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Knitting a 17th-century silk stocking for the Refashioning the Renaissance participatory research project

By Liisa Kylmänen

Taking on a challenge

I’ve been knitting since I was a teen and loved all kinds of needlework all my life. I also love historical clothes so when I heard that the Refashioning the Renaissance participatory research project was trying to replicate a really fine, old silk stocking from the 1650s, I enrolled as a volunteer. Challenging myself with anything hand made is always worth a try!

In early spring of 2019 our team of about 35 volunteers met for the first time. We were given the option to make three different kinds of socks, and I volunteered to knit the finest type, a replica of an old pair found in a tomb in the Turku cathedral. Before we got to work on the actual stocking we had to find out how the original pair had been knitted. Our pattern team divided into groups to study the close-up photos of the Turku stockings, counting stitches and trying to work out a logical pattern. It was quite demanding to keep track of what was happening as the socks of the pair had not been made exactly the same way and we only saw one side of the stocking at a time from the photos we had. We ended up with 11 pages of text, photos and charts, plus an excel sheet of all the rows of the stocking and what was happening on each row.

Enlargements of the photographs of the Turku stockings with my markings and the completed pattern

Testing ourselves and the materials 

The next big question was how to achieve the right gauge or stitches per cm. At our group’s first meeting we experimented with fine wool tread. I started knitting a tiny little swatch with 0,7mm needles and the thinnest wool yarn. The smallest needles I had knitted with until then were 1,75 mm, and the difference seemed enormous. The needles (HiyaHiya steel double pointed) felt really flimsy and bendy in my hands, but the result was a fabulously thin and fine piece of knitting with just over 10 stitches per centimeter! I learned to knit the continental way but on the purl rows it was impossible to open up the stitch to catch the yarn. For the first time in my life I tried the English style of knitting which I’ve always considered very cumbersome. With the tiny stitches and reduced strength of the needles, the English method was the way to go for the purl side.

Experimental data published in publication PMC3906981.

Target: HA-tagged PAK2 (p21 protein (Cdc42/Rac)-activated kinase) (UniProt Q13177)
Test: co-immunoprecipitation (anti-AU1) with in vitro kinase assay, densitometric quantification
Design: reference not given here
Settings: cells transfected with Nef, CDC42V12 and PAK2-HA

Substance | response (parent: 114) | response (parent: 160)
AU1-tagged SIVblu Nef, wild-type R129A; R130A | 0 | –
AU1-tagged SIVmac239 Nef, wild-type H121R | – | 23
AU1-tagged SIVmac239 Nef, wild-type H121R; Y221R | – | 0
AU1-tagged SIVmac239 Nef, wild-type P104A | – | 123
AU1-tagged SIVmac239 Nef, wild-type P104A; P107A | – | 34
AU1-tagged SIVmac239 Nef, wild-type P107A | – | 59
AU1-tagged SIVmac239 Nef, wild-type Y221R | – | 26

The start of my mini sock with 60 stitches and the first finest swatch with 30 stitches

For my next swatch I decided to knit in the round – like we would for the actual stocking. I used some slightly thicker yarn left over from an Estonian shawl and the same 0,7 mm needles. I ended up knitting a miniature stocking using the directions of an old Danish sock that was introduced to our team as one of the socks to be knitted by the volunteers. I often fell into trouble with a slipped stitch, a mistake to correct or just the furry yarn going into an unidentifiable mess. I had to dig out a loop to pick up the stitches from the heel flap for the gusset.